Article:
The “value” of Bitcoin

For me, the “true” value of Bitcoin (or other electronic currencies) lies especially in the speed at which transaction are executed and the low-cost associated. A Bitcoin transaction usually fully settles within 10-30 minutes no matter where you send the Bitcoins to. Even including bid/ask spreads, the cost is much cheaper than with almost any other means of transferring value.

However that seems to be one of the big problems of Bitcoin. According to one of the earliest and most influential developers, the Bitcoin community is not able to increase the block size for various reasons. That means that there is a limited amount of transactions that can be settled which clearly limits the use of Bitcoin as a means to transfer value.

My impression ist that currently the biggest use of Bitcoin is to speculate on its value, not to sue it as a cheap medium to transfer money.

I have absolutely no clue what a fair price of a Bitcoin might be. But I believe that in order to have value it has to be widely used and not just to speculate on an increase in value. Personally I would never “invest” in Bitcoin as for me, an investment needs to produce cashflows.

Other electronic currencies & The Blockchain

Based on Bitcoin technology, a lot of other “electronic crypto currencies” have been created. A site called “Coin Gecko” lists 60 different ones.

Although I have still a very limited understanding, Ethereum seems to be one of the most advanced concepts. In theory, Ethereum looks like a kind of Operating System for blockchain programs (Smart contracts) with some very interesting possibilities. For instance it seems to be quite easy to create one’s own digital currency on Ethereum.

The “Blockchain” concept is currently hyped everywhere, but in principle it is just a concept of how to keep score of who owns what on a distributed basis. If you imagine however that most financial institutions do little more than keeping score of who owns what, the potential impact of Blockchain technology is potentially significant. I think it is not unsimilar to the potential impact of 3D printing on manufacturing at some point in the future.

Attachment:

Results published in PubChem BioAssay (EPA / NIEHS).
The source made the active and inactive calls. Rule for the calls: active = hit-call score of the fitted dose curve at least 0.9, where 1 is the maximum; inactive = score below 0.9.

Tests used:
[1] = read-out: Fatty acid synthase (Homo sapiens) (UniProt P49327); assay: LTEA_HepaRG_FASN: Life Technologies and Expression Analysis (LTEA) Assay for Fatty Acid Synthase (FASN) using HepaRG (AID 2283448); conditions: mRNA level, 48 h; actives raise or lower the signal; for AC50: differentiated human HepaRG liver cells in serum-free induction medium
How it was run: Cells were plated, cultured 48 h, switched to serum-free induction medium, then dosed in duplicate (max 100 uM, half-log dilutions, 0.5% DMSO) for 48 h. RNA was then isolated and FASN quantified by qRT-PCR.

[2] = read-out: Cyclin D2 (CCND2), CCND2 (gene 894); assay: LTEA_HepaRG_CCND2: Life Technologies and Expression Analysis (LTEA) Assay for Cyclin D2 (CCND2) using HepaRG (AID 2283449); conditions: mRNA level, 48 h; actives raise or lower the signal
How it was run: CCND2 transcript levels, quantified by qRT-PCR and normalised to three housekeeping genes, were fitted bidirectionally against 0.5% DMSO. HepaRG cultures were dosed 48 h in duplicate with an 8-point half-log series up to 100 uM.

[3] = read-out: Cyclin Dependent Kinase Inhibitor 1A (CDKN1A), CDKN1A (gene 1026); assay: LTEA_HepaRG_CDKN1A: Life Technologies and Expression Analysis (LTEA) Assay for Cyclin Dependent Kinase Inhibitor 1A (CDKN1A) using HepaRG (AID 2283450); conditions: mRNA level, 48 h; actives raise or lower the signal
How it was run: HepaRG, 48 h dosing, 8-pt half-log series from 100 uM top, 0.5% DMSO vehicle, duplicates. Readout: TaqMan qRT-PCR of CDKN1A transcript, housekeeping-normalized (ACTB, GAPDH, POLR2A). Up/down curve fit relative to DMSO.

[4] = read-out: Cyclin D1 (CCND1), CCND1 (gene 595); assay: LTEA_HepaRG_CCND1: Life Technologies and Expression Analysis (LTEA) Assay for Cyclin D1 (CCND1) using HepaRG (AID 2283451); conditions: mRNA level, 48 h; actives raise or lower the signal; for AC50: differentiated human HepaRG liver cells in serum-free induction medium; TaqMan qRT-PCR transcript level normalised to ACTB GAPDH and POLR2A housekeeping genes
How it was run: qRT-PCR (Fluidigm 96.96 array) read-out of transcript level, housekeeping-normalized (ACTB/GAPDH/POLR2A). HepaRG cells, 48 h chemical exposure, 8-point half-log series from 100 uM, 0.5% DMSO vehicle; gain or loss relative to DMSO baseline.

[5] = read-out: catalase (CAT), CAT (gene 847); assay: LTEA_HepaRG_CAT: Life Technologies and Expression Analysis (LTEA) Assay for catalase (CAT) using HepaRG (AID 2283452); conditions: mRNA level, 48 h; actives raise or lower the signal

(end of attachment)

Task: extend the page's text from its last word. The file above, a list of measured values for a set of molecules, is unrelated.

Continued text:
Clearly, all companies whose main purpose is to move money from A to B will at some point in time get impacted by this technology one way or the other. But also other financial institutions will need to understand this technology rather sooner than later.

A final comment on Satoshi:

I think that the fact that no one knows for sure who the creator of Bitcoin actually is, creates much of the fascination and allure of Bitcoin.

According to different sources, the initial amount of Bitcoins mined (or created) by Satoshi is worth 700 mn USD at current prices. Due to the Blockchain one can see that none of those Bitcoins has ever been spent but remain in the original.account.

Quite recently, an Australian guy claimed to be Satoshi but failed to deliver any proof for that. According to the book, Satoshi disappeared in 2010 saying that he “moved on to other things”. In any case he is/was a guy who left behind a quite significant legacy….

Final (final) note:

Just to be clear: I am not interested in fundamental discussions about the monetary systems or where the price of Bitcoins will go in the future. Please spare me comments about these aspects. Thank you.




  • Lend.IO and BlockFI offers interests on cryptocurrencies like BTC. So now, there is a cash flow production. Is it now an investment case for you?

    • No. I guess they offer interest because you “lend” your Bitcoin to someone who might not give it back. Why should that change my approach?

      • You do the same with EUR or USD. Why do you give EUR or any other FIAT-currency to someone who might not give it back? That is doing investments. There is always a counterpart risk.
        What is the difference between FIAT-currency investments and cryptocurrency investments?